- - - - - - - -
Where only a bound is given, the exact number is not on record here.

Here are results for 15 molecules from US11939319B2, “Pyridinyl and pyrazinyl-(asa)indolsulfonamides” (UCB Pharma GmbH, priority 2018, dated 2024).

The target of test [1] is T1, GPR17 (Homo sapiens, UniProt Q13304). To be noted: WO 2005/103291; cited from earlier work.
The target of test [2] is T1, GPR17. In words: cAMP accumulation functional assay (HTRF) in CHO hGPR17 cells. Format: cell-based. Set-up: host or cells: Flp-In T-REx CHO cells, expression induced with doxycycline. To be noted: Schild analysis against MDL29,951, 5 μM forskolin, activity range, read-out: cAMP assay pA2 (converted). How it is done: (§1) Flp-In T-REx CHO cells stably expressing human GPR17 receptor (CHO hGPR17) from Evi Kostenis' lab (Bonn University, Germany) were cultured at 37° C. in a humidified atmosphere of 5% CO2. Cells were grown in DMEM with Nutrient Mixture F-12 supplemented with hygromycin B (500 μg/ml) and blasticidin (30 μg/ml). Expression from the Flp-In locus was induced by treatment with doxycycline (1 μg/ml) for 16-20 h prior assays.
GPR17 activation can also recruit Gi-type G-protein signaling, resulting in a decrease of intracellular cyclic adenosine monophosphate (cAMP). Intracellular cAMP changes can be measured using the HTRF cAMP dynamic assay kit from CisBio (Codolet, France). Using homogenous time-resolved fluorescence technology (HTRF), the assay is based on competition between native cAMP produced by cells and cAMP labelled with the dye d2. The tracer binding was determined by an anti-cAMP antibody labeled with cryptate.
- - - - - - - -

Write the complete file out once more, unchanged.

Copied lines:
Where only a bound is given, the exact number is not on record here.

Here are results for 15 molecules from US11939319B2, “Pyridinyl and pyrazinyl-(asa)indolsulfonamides” (UCB Pharma GmbH, priority 2018, dated 2024).

The target of test [1] is T1, GPR17 (Homo sapiens, UniProt Q13304). To be noted: WO 2005/103291; cited from earlier work.
The target of test [2] is T1, GPR17. In words: cAMP accumulation functional assay (HTRF) in CHO hGPR17 cells. Format: cell-based. Set-up: host or cells: Flp-In T-REx CHO cells, expression induced with doxycycline. To be noted: Schild analysis against MDL29,951, 5 μM forskolin, activity range, read-out: cAMP assay pA2 (converted). How it is done: (§1) Flp-In T-REx CHO cells stably expressing human GPR17 receptor (CHO hGPR17) from Evi Kostenis' lab (Bonn University, Germany) were cultured at 37° C. in a humidified atmosphere of 5% CO2. Cells were grown in DMEM with Nutrient Mixture F-12 supplemented with hygromycin B (500 μg/ml) and blasticidin (30 μg/ml). Expression from the Flp-In locus was induced by treatment with doxycycline (1 μg/ml) for 16-20 h prior assays.
GPR17 activation can also recruit Gi-type G-protein signaling, resulting in a decrease of intracellular cyclic adenosine monophosphate (cAMP). Intracellular cAMP changes can be measured using the HTRF cAMP dynamic assay kit from CisBio (Codolet, France). Using homogenous time-resolved fluorescence technology (HTRF), the assay is based on competition between native cAMP produced by cells and cAMP labelled with the dye d2. The tracer binding was determined by an anti-cAMP antibody labeled with cryptate.